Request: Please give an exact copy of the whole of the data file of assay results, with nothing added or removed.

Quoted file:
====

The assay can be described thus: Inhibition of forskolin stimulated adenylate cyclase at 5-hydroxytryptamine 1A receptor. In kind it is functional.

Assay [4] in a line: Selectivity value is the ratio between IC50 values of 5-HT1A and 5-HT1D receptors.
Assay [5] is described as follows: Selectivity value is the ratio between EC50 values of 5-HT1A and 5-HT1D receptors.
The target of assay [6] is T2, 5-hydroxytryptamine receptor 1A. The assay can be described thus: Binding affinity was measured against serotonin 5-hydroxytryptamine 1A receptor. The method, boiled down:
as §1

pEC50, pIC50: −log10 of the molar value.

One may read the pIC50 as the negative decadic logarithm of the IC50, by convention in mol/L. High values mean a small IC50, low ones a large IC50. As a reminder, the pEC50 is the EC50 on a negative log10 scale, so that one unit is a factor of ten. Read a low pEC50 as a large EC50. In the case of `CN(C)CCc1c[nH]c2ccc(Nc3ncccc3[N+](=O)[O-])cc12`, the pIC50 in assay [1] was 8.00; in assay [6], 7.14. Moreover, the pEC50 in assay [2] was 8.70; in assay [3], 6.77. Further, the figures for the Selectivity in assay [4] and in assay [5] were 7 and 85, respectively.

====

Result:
The assay can be described thus: Inhibition of forskolin stimulated adenylate cyclase at 5-hydroxytryptamine 1A receptor. In kind it is functional.

Assay [4] in a line: Selectivity value is the ratio between IC50 values of 5-HT1A and 5-HT1D receptors.
Assay [5] is described as follows: Selectivity value is the ratio between EC50 values of 5-HT1A and 5-HT1D receptors.
The target of assay [6] is T2, 5-hydroxytryptamine receptor 1A. The assay can be described thus: Binding affinity was measured against serotonin 5-hydroxytryptamine 1A receptor. The method, boiled down:
as §1

pEC50, pIC50: −log10 of the molar value.

One may read the pIC50 as the negative decadic logarithm of the IC50, by convention in mol/L. High values mean a small IC50, low ones a large IC50. As a reminder, the pEC50 is the EC50 on a negative log10 scale, so that one unit is a factor of ten. Read a low pEC50 as a large EC50. In the case of `CN(C)CCc1c[nH]c2ccc(Nc3ncccc3[N+](=O)[O-])cc12`, the pIC50 in assay [1] was 8.00; in assay [6], 7.14. Moreover, the pEC50 in assay [2] was 8.70; in assay [3], 6.77. Further, the figures for the Selectivity in assay [4] and in assay [5] were 7 and 85, respectively.